Soft, pillowy bread topped with fragrant browned onions brings to mind those trips to Italy and the cries of schoolchildren (â€œPane caldo, pane caldo!â€�) as they spotted hot bread coming out of a bakery. Discover how easy it is to make fabulous focaccia with this recipe. Then experiment with herbs, cheese, and other flavorings. Prep and Cook Time: 4 hours.
Sunset APRIL 2008
1. Finely chop 1 onion. In a large frying pan over medium-high heat, add 3 tbsp. olive oil, the chopped onion, garlic, and 1/2 tsp. salt. Cook, stirring occasionally, until onions are soft, about 3 minutes. Set aside.
2. Meanwhile, in the bowl of a stand mixer, dissolve yeast in 1 cup warm water (90° to 105°). Let sit until foamy, about 5 minutes.
3. Attach dough hook and, with mixer on low, add milk, 1 tbsp. salt, the sugar, and onion mixture to yeast. Work in flour, 1 cup at a time, until you have a smooth and elastic dough, about 3 minutes.
4. Transfer dough to a large, oiled bowl. Cover with a clean towel or plastic wrap and let sit until doubled in bulk, about 1 1/2 hours. Punch down, cover, and let sit until doubled in bulk again, about 1 hour. Oil a large rimmed baking sheet (ideally 12 in. by 16 in.). Punch down dough again, transfer it to baking sheet, and use your hands to spread and gently push it into an even layer. Cover and let sit until soft and puffy, about 45 minutes.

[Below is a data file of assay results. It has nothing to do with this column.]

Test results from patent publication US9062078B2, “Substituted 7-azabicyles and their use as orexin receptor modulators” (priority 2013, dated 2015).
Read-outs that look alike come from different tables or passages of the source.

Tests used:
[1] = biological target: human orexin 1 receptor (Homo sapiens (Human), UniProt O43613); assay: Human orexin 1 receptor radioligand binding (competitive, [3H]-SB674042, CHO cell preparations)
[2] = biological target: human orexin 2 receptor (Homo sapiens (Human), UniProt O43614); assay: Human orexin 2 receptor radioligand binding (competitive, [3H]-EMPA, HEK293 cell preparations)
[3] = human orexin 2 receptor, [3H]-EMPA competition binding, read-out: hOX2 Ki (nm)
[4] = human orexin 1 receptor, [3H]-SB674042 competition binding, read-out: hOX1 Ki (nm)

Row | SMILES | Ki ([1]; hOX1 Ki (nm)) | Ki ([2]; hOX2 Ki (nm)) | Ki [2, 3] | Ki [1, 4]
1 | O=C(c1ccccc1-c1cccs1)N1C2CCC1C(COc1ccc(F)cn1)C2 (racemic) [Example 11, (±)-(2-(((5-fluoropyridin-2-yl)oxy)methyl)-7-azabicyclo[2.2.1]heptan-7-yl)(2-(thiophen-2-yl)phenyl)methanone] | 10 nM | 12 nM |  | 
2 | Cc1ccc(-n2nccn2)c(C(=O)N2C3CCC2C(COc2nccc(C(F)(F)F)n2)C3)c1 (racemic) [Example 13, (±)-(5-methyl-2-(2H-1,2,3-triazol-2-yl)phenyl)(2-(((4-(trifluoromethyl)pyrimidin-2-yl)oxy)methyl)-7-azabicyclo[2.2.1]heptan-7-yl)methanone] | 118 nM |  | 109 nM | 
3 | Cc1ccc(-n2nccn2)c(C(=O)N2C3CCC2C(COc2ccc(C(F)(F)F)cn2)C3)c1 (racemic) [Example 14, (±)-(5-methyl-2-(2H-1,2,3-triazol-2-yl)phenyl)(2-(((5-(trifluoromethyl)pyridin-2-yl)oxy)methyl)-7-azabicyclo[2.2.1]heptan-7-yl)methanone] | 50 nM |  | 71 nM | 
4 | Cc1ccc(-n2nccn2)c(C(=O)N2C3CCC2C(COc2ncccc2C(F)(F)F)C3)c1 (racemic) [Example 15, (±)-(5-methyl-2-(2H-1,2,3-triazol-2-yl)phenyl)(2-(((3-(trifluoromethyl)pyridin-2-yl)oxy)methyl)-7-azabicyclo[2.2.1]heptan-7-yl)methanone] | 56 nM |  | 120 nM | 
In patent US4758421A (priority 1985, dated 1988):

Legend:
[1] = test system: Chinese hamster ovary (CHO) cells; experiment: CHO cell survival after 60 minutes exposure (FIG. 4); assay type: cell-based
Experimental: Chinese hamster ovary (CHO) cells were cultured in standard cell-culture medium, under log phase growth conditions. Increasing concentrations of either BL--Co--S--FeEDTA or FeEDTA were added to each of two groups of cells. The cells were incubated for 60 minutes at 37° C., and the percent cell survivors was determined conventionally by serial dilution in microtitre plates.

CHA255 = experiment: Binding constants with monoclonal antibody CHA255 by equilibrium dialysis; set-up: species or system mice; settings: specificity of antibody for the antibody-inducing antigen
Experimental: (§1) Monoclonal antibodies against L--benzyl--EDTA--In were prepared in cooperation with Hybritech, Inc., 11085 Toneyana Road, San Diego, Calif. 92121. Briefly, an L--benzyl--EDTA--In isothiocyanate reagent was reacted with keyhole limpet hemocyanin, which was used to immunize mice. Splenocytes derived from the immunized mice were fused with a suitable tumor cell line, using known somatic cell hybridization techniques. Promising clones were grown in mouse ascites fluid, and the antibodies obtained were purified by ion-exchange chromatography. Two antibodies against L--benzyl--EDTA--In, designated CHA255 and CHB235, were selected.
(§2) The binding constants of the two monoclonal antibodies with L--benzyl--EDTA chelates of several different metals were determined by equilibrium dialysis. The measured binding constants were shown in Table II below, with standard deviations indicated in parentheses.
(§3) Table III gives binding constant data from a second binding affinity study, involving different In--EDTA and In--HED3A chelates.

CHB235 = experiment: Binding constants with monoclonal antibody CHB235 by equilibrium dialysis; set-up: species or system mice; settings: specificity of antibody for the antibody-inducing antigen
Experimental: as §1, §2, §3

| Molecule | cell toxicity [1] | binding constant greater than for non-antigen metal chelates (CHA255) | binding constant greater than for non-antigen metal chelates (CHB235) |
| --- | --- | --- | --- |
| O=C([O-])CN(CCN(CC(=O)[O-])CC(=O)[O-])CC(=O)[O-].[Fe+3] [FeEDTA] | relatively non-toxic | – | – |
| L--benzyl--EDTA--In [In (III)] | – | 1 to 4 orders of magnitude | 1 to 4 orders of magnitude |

5. Meanwhile, halve and thinly slice remaining 2 onions. In a large frying pan over medium-high heat, add remaining 2 tbsp. olive oil, the onions, and 1/2 tsp. salt. Cook, stirring, until onions are soft and beginning to turn translucent, about 3 minutes. Set aside.
6. Preheat oven to 450°. Using your fingers, poke holes straight down into the risen dough. Spread cooked onion mixture evenly over top and sprinkle with remaining 1/2 tsp. salt. Bake until golden, 30 to 35 minutes. Cool in pan on a wire rack. Serve warm or at room temperature.
Note: Nutritional analysis is per 4-in. square.
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